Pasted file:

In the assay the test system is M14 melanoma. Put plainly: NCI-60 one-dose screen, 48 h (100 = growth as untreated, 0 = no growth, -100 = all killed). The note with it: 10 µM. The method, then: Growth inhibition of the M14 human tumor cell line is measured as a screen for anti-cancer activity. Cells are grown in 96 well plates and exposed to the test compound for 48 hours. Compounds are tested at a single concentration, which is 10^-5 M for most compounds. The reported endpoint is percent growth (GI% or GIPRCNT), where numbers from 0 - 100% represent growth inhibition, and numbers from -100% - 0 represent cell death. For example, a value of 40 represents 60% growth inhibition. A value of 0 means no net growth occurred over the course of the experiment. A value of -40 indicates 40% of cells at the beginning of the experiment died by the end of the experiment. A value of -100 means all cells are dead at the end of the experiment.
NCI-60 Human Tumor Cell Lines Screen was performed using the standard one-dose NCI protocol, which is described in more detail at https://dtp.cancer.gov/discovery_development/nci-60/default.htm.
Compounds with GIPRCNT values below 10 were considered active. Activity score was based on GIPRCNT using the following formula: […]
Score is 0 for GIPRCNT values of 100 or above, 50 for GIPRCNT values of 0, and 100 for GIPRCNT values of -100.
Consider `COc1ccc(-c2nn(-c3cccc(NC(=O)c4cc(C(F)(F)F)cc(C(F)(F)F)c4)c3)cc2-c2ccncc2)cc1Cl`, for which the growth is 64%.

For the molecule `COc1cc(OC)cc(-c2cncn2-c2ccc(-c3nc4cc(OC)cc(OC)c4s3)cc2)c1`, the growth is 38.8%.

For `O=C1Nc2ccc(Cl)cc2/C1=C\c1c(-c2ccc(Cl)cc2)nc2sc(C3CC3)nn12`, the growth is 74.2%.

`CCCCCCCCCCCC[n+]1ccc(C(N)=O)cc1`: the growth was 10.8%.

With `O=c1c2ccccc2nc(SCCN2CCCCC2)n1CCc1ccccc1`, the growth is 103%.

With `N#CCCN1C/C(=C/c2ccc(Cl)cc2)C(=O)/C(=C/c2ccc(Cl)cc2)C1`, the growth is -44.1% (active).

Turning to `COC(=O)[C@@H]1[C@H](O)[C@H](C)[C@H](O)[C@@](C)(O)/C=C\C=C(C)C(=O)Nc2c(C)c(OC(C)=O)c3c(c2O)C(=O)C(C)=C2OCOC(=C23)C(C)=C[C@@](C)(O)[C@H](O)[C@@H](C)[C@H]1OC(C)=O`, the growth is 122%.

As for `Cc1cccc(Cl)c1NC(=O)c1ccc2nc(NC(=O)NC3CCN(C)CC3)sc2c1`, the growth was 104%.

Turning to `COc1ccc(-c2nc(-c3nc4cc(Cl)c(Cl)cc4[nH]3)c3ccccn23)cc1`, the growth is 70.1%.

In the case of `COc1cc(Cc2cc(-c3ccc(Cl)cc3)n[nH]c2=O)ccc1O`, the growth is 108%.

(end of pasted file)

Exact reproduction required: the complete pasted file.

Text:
In the assay the test system is M14 melanoma. Put plainly: NCI-60 one-dose screen, 48 h (100 = growth as untreated, 0 = no growth, -100 = all killed). The note with it: 10 µM. The method, then: Growth inhibition of the M14 human tumor cell line is measured as a screen for anti-cancer activity. Cells are grown in 96 well plates and exposed to the test compound for 48 hours. Compounds are tested at a single concentration, which is 10^-5 M for most compounds. The reported endpoint is percent growth (GI% or GIPRCNT), where numbers from 0 - 100% represent growth inhibition, and numbers from -100% - 0 represent cell death. For example, a value of 40 represents 60% growth inhibition. A value of 0 means no net growth occurred over the course of the experiment. A value of -40 indicates 40% of cells at the beginning of the experiment died by the end of the experiment. A value of -100 means all cells are dead at the end of the experiment.
NCI-60 Human Tumor Cell Lines Screen was performed using the standard one-dose NCI protocol, which is described in more detail at https://dtp.cancer.gov/discovery_development/nci-60/default.htm.
Compounds with GIPRCNT values below 10 were considered active. Activity score was based on GIPRCNT using the following formula: […]
Score is 0 for GIPRCNT values of 100 or above, 50 for GIPRCNT values of 0, and 100 for GIPRCNT values of -100.
Consider `COc1ccc(-c2nn(-c3cccc(NC(=O)c4cc(C(F)(F)F)cc(C(F)(F)F)c4)c3)cc2-c2ccncc2)cc1Cl`, for which the growth is 64%.

For the molecule `COc1cc(OC)cc(-c2cncn2-c2ccc(-c3nc4cc(OC)cc(OC)c4s3)cc2)c1`, the growth is 38.8%.

For `O=C1Nc2ccc(Cl)cc2/C1=C\c1c(-c2ccc(Cl)cc2)nc2sc(C3CC3)nn12`, the growth is 74.2%.

`CCCCCCCCCCCC[n+]1ccc(C(N)=O)cc1`: the growth was 10.8%.

With `O=c1c2ccccc2nc(SCCN2CCCCC2)n1CCc1ccccc1`, the growth is 103%.

With `N#CCCN1C/C(=C/c2ccc(Cl)cc2)C(=O)/C(=C/c2ccc(Cl)cc2)C1`, the growth is -44.1% (active).

Turning to `COC(=O)[C@@H]1[C@H](O)[C@H](C)[C@H](O)[C@@](C)(O)/C=C\C=C(C)C(=O)Nc2c(C)c(OC(C)=O)c3c(c2O)C(=O)C(C)=C2OCOC(=C23)C(C)=C[C@@](C)(O)[C@H](O)[C@@H](C)[C@H]1OC(C)=O`, the growth is 122%.

As for `Cc1cccc(Cl)c1NC(=O)c1ccc2nc(NC(=O)NC3CCN(C)CC3)sc2c1`, the growth was 104%.

Turning to `COc1ccc(-c2nc(-c3nc4cc(Cl)c(Cl)cc4[nH]3)c3ccccn23)cc1`, the growth is 70.1%.

In the case of `COc1cc(Cc2cc(-c3ccc(Cl)cc3)n[nH]c2=O)ccc1O`, the growth is 108%.